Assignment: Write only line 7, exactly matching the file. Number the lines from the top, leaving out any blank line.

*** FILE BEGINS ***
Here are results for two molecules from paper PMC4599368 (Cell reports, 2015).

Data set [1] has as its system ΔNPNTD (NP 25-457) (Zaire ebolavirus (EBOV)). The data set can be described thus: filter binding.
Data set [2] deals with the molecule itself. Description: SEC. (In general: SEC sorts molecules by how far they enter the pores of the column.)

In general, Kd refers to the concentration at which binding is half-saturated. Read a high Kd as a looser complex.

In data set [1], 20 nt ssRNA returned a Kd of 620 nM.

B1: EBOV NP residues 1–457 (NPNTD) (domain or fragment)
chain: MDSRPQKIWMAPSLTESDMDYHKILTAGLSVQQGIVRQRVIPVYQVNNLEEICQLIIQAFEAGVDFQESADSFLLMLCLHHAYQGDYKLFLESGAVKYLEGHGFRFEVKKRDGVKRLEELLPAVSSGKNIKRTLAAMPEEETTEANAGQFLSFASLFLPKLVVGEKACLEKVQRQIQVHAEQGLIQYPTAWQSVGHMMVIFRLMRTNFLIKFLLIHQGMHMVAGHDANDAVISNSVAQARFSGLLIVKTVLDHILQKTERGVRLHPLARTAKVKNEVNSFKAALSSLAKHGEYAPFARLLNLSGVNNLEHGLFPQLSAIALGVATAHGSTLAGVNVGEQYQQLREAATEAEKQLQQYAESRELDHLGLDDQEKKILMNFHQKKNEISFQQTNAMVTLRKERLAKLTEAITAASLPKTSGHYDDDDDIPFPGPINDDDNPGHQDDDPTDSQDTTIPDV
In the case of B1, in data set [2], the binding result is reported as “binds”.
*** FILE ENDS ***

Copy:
chain: MDSRPQKIWMAPSLTESDMDYHKILTAGLSVQQGIVRQRVIPVYQVNNLEEICQLIIQAFEAGVDFQESADSFLLMLCLHHAYQGDYKLFLESGAVKYLEGHGFRFEVKKRDGVKRLEELLPAVSSGKNIKRTLAAMPEEETTEANAGQFLSFASLFLPKLVVGEKACLEKVQRQIQVHAEQGLIQYPTAWQSVGHMMVIFRLMRTNFLIKFLLIHQGMHMVAGHDANDAVISNSVAQARFSGLLIVKTVLDHILQKTERGVRLHPLARTAKVKNEVNSFKAALSSLAKHGEYAPFARLLNLSGVNNLEHGLFPQLSAIALGVATAHGSTLAGVNVGEQYQQLREAATEAEKQLQQYAESRELDHLGLDDQEKKILMNFHQKKNEISFQQTNAMVTLRKERLAKLTEAITAASLPKTSGHYDDDDDIPFPGPINDDDNPGHQDDDPTDSQDTTIPDV